"That the dead be conveyed to the place of burial with some honest company of the kirk, without either singing or reading; yea; without all kind of ceremony heretofore used, other than "that the dead be committed to the grave with such gravity and sobriety, as that those who be present may seem to fear the judgements of God, and to hate sin, which is the cause of death."

In respect of funeral sermons, the following injunction is given:—

"As some require a sermon at the burial, or else some place of Scripture to be read, to put the living in mind that they are mortal, and that likewise they must die—‘But let these men understand, that the sermons which be daily made serve for that use; which, if men despise, the funeral sermons shall rather nourish superstition and a false opinion, as before said, than that they shall bring such persons to a godly consideration of their own state.’ It is pointedly added—as if anticipating our day—‘Either shall the ministers, for the most part, be occupied in funeral sermons, or else they shall have respect of persons, preaching at the burials of the rich and honourable, but keeping silence when the poor and despised departeth; and this with safe conscience cannot the minister do. For seeing that before God there is no respect of persons, and that their ministry appertaineth to all alike, whatsoever they do to the rich, in respect of their ministry, the same they are bound to do to the poorest under their charge."

During the prevalence of the Prelatical innovations, under the Perth Articles, in some instances, funeral sermons were introduced, but no other burial service was practised. In the Commencement of the second Reformation, even this innovation was condemned and rejected. The famous General Assembly of 1638, discharged all "funeral sermons, as savouring of superstition." In the Westminster Directory [for the Publick Worship of God],[7] adopted by the General Assembly of the Church of Scotland, in 1645, it is ordained—"That on the day of burial, let the dead body be devoutly attended from the house to the place of public burial, and there immediately interred, without any ceremony." And again—"For that praying, reading, and singing, both in going to and at the grave, have been grossly abused, and no way beneficial to the dead, and have proved many ways hurtful to the living; therefore let all things be laid aside." The practice of the Church of Scotland has been generally in accordance with these enactments; the only exceptions have been in late years, when a disposition has been manifested, in various quarters, to show undue respect to persons of the higher classes, by some special services at funerals, and to please the fancy of some by conforming in some measure to the gorgeous rites of the English Prelatic Establishment. The whole spirit and genius of the Presbyterian system is plainly opposed to such rites as are not commanded in Scripture, and that tend to superstition. It justly lays the chief stress in the matter and manner of religious worship on Divine institution and appointment. It properly rejects whatever is destitute of a Scriptural warrant, and disallows what is showy and meretricious in worship, as "calculated to withdraw the mind from the contemplation of Him who is a Spirit, and to substitute a mechanical devotion in the place of that which is rational and spiritual."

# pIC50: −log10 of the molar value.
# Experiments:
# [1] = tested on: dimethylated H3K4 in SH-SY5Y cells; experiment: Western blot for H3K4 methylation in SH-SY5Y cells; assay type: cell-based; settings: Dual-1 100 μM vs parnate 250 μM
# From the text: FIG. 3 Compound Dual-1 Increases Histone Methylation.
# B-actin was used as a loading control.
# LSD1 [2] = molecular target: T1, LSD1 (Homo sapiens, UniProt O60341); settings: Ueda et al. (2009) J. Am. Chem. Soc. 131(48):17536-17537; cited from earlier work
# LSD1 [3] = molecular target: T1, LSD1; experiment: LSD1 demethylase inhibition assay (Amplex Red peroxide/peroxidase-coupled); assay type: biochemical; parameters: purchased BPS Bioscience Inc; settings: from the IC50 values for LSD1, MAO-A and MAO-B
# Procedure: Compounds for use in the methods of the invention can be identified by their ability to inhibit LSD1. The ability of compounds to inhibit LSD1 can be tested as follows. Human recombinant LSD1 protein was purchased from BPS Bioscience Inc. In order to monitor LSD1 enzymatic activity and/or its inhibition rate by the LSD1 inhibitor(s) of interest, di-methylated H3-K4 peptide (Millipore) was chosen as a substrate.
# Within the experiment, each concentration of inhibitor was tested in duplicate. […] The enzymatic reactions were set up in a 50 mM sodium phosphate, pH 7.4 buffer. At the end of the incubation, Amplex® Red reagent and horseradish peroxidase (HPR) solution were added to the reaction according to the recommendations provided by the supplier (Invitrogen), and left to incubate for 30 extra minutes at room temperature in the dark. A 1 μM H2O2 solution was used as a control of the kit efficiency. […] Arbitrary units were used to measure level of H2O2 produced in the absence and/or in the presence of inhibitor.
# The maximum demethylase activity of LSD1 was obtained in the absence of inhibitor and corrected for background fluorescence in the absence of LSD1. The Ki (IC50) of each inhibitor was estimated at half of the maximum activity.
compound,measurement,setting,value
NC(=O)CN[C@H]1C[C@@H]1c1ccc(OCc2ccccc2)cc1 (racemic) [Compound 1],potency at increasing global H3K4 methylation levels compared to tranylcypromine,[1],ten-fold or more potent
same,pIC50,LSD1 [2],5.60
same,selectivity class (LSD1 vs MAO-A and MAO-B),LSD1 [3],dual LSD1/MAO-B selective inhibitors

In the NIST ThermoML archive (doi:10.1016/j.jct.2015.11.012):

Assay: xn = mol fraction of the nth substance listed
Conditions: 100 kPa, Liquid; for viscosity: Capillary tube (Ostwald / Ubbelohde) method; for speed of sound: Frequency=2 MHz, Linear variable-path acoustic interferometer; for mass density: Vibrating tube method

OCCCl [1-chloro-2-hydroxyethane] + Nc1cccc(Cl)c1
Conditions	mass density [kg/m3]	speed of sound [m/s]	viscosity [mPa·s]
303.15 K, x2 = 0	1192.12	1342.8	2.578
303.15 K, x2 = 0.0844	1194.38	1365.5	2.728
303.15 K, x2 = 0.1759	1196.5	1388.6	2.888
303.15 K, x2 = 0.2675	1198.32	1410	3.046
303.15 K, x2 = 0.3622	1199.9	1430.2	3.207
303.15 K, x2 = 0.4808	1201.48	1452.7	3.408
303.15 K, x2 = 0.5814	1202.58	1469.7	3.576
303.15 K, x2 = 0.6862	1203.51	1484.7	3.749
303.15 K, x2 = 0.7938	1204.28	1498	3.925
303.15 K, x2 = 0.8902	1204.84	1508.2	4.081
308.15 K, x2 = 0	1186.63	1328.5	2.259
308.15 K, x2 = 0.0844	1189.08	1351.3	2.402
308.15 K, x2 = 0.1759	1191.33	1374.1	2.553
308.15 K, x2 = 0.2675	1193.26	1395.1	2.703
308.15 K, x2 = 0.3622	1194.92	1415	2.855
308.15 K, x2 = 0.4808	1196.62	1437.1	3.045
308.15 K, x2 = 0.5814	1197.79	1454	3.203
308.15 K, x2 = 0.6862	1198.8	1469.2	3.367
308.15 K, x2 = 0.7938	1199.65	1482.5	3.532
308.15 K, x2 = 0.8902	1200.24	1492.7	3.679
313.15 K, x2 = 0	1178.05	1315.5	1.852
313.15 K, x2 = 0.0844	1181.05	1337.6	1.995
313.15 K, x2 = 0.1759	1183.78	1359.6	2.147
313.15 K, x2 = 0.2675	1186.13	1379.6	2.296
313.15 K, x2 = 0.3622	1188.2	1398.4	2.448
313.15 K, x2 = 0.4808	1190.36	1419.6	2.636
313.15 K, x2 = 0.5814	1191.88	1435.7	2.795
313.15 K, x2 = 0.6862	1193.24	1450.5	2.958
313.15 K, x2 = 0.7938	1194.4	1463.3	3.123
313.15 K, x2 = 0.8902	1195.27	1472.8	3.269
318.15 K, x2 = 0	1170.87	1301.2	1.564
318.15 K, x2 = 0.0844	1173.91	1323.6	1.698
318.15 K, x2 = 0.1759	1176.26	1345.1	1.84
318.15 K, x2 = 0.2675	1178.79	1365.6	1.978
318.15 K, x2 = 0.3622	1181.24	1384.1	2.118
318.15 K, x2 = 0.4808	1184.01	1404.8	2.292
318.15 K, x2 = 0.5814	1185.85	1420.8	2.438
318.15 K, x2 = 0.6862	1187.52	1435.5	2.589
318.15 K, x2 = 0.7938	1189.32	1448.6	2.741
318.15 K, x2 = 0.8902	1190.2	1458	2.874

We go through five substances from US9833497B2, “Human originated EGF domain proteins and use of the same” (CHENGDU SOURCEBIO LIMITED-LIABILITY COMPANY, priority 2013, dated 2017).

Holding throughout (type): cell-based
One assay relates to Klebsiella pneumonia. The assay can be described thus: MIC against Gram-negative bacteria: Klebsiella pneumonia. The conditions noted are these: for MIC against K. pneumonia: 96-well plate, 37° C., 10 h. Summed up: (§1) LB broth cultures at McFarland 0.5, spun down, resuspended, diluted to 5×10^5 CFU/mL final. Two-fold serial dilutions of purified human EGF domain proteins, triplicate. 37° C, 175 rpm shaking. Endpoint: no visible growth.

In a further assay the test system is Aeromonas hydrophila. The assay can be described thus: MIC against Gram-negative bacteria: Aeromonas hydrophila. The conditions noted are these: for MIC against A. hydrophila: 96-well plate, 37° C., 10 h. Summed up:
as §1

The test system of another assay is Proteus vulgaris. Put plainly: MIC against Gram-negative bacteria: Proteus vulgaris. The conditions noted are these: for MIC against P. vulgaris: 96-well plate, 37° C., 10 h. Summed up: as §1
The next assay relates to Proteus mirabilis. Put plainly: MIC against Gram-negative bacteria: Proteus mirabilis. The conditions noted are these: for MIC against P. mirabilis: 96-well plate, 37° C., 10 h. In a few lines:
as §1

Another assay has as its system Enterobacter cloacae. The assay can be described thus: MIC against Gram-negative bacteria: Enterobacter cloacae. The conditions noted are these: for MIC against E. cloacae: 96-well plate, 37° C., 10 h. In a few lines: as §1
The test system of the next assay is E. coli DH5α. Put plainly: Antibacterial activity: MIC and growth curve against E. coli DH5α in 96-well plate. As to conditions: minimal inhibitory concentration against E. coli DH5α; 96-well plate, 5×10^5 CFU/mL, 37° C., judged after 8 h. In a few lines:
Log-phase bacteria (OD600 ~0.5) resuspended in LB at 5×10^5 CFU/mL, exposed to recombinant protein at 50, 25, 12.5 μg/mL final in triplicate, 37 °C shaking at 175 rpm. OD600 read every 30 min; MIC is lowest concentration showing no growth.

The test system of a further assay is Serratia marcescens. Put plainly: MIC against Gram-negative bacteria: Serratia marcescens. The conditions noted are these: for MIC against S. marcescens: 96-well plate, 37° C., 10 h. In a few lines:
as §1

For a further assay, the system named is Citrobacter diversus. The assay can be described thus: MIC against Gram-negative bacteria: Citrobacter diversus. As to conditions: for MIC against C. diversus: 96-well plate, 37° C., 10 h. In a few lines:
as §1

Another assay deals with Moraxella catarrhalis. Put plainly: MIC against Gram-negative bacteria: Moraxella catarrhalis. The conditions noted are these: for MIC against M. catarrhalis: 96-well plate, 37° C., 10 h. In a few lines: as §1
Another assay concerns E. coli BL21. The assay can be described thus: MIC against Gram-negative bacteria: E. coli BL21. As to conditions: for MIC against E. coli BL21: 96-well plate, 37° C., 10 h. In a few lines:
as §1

2. The Burial Service of the Church of England—though often praised for its simplicity and solemnity by persons attached to Prelacy, is on many accounts highly objectionable. It was adopted at first, on a principle that marred many parts of the English Reformation—that of retaining the principal rites and forms of the Popish Church, in order to give as little offence as possible to those who were attached to the ancient superstition, and of gaining them over the more easily to her communion. It was in this way that corruption spread extensively in the Primitive Church; and we need not therefore wonder that various gross abuses should have followed from the Burial Service of the Church of England. The practice of reading and praying over the dead tends to foster the idea that the service is some way or other beneficial to the dead. This idea is fostered by the phrase, which has become common, in reference to the employment of the funeral service—giving the person "Christian Burial." The pompous and showy manner in which the burial of the dead is conducted, according to Prelatic usage—the minister and clerks, sometimes dressed in full canonicals, meeting the corpse at the entrance of the church-yard, repeating sentences of Scripture and responses at the grave, and formally committing the body to the ground, followed by prayers and the benediction—are designed to produce an imposing effect on the spectators. Then the passages of Scripture read, and the words spoken by the minister as they are applied, are highly objectionable. Many of the passages of the word, refer exclusively to the death of saints. The ministers of the English Church, in a solemn address to God, express their hope that every person whom they bury rests in Christ. It matters not how wickedly persons have lived and died, the same hopes and assurances of a blissful resurrection are declared, the only exceptions being those who have "died unbaptized, or excommunicate," or committed suicide. In the burial service, the officiating minister is made to say—"Forasmuch as it hath pleased Almighty God, in his great mercy, to take unto Himself the soul of our dear brother here departed, we therefore commit his body to the ground, in sure and certain hope of the resurrection to eternal life." It has been justly observed, that, from the frequent observance of such a rite at the burial of persons of all sorts of character, one of two things may be surely expected to follow—"either some persons will despise the whole as an unmeaning form, or a religious farce, or they will be hardened in sin by the hopes of obtaining absolution at death."[Dr. M’Crie.]